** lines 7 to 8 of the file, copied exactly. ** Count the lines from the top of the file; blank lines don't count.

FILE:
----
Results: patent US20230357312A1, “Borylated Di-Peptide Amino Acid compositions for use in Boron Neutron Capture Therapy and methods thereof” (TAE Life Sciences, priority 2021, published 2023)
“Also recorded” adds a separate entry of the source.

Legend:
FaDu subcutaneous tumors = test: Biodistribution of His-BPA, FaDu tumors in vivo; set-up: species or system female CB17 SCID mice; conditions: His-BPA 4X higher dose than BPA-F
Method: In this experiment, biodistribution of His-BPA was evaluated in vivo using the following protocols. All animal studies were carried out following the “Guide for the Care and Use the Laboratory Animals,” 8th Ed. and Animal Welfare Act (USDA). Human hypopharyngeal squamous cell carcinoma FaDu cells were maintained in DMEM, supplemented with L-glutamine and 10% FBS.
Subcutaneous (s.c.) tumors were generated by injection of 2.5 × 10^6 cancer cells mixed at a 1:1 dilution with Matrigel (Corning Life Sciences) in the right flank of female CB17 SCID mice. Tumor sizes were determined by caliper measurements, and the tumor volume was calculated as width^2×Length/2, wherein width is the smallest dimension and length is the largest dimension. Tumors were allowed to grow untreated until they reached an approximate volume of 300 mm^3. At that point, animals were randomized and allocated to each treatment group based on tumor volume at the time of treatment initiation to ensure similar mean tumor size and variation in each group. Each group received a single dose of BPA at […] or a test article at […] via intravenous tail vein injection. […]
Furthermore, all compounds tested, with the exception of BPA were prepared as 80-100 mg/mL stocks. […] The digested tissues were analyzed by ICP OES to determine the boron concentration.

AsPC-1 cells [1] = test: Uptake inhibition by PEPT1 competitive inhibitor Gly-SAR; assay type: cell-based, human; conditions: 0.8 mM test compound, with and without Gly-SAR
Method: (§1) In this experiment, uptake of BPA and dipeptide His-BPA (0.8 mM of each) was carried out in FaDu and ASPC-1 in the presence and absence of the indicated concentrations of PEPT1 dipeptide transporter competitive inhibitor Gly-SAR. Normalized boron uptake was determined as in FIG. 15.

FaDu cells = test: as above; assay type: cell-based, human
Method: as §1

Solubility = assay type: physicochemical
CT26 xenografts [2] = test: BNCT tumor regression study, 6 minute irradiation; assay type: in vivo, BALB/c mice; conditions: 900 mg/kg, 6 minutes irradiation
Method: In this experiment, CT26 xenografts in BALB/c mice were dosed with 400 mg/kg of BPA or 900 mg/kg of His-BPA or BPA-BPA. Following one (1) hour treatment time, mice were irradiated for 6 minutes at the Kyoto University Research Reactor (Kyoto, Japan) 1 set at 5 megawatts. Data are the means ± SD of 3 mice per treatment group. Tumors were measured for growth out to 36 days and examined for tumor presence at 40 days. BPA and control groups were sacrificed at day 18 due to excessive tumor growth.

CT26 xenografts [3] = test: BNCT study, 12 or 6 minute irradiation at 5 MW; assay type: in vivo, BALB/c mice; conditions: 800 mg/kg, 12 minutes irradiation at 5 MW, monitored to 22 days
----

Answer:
Furthermore, all compounds tested, with the exception of BPA were prepared as 80-100 mg/mL stocks. […] The digested tissues were analyzed by ICP OES to determine the boron concentration.

AsPC-1 cells [1] = test: Uptake inhibition by PEPT1 competitive inhibitor Gly-SAR; assay type: cell-based, human; conditions: 0.8 mM test compound, with and without Gly-SAR